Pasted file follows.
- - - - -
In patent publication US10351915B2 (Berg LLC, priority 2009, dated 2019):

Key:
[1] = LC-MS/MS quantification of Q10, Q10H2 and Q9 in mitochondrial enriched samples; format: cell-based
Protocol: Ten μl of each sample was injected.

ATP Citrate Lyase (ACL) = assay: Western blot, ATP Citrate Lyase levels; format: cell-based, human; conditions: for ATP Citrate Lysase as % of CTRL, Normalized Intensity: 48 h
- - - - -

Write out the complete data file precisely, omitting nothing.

In patent publication US10351915B2 (Berg LLC, priority 2009, dated 2019):

Key:
[1] = LC-MS/MS quantification of Q10, Q10H2 and Q9 in mitochondrial enriched samples; format: cell-based
Protocol: Ten μl of each sample was injected.

ATP Citrate Lyase (ACL) = assay: Western blot, ATP Citrate Lyase levels; format: cell-based, human; conditions: for ATP Citrate Lysase as % of CTRL, Normalized Intensity: 48 h